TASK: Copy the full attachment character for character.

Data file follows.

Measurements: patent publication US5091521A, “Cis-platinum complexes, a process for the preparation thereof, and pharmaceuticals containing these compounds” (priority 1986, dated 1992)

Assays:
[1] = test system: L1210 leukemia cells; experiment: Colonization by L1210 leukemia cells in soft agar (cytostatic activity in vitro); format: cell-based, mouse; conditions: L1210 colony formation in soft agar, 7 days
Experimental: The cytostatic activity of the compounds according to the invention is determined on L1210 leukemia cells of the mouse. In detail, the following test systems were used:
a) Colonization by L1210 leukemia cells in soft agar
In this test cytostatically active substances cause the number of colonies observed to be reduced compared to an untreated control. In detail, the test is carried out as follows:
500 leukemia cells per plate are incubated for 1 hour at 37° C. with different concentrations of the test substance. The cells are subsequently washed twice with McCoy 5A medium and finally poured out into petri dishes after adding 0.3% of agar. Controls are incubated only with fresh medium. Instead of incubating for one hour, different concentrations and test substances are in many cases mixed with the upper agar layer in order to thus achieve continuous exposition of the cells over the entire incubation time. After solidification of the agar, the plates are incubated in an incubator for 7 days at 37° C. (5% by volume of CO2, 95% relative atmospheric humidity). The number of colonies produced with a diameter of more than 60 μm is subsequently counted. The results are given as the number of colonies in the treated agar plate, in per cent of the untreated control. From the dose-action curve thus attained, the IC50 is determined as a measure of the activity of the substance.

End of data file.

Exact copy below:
Measurements: patent publication US5091521A, “Cis-platinum complexes, a process for the preparation thereof, and pharmaceuticals containing these compounds” (priority 1986, dated 1992)

Assays:
[1] = test system: L1210 leukemia cells; experiment: Colonization by L1210 leukemia cells in soft agar (cytostatic activity in vitro); format: cell-based, mouse; conditions: L1210 colony formation in soft agar, 7 days
Experimental: The cytostatic activity of the compounds according to the invention is determined on L1210 leukemia cells of the mouse. In detail, the following test systems were used:
a) Colonization by L1210 leukemia cells in soft agar
In this test cytostatically active substances cause the number of colonies observed to be reduced compared to an untreated control. In detail, the test is carried out as follows:
500 leukemia cells per plate are incubated for 1 hour at 37° C. with different concentrations of the test substance. The cells are subsequently washed twice with McCoy 5A medium and finally poured out into petri dishes after adding 0.3% of agar. Controls are incubated only with fresh medium. Instead of incubating for one hour, different concentrations and test substances are in many cases mixed with the upper agar layer in order to thus achieve continuous exposition of the cells over the entire incubation time. After solidification of the agar, the plates are incubated in an incubator for 7 days at 37° C. (5% by volume of CO2, 95% relative atmospheric humidity). The number of colonies produced with a diameter of more than 60 μm is subsequently counted. The results are given as the number of colonies in the treated agar plate, in per cent of the untreated control. From the dose-action curve thus attained, the IC50 is determined as a measure of the activity of the substance.